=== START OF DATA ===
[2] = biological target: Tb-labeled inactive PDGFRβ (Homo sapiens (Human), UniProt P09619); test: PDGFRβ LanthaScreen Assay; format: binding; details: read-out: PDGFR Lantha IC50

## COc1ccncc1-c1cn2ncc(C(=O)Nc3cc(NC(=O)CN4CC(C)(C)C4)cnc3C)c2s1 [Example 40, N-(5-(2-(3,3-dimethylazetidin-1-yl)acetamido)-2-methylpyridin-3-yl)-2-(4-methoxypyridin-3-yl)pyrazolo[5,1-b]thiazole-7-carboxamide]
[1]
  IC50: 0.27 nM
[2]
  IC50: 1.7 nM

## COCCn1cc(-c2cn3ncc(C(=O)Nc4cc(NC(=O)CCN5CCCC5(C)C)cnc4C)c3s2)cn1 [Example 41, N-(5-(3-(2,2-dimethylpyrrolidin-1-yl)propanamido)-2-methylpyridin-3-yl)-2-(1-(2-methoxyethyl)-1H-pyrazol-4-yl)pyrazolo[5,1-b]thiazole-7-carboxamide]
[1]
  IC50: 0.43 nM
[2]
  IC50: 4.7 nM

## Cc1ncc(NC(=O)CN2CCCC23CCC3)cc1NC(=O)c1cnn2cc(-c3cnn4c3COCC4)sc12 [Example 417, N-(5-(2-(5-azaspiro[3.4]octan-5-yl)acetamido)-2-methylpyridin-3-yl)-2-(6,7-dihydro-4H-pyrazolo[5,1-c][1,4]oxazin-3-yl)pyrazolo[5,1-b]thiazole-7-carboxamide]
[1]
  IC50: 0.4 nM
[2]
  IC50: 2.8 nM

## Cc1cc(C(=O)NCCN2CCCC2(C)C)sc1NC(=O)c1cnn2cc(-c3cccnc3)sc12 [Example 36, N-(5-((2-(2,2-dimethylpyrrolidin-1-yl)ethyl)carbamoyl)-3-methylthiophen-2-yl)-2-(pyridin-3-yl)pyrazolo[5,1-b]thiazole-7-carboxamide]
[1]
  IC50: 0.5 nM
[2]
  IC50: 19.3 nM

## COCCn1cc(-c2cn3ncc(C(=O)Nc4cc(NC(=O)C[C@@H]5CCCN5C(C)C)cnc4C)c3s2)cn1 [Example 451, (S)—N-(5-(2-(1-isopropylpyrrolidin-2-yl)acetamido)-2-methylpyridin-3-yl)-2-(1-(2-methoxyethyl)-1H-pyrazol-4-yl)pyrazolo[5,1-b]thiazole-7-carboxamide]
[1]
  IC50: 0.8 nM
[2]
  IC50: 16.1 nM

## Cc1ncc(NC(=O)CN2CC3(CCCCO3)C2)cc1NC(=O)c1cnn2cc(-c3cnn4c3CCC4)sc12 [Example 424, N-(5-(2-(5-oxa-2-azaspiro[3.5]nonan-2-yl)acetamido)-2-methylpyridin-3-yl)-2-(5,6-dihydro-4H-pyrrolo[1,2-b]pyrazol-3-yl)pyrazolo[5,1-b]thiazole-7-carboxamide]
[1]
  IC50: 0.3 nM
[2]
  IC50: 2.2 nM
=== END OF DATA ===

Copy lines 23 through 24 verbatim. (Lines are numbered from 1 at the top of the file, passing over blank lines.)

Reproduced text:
[1]
  IC50: 0.8 nM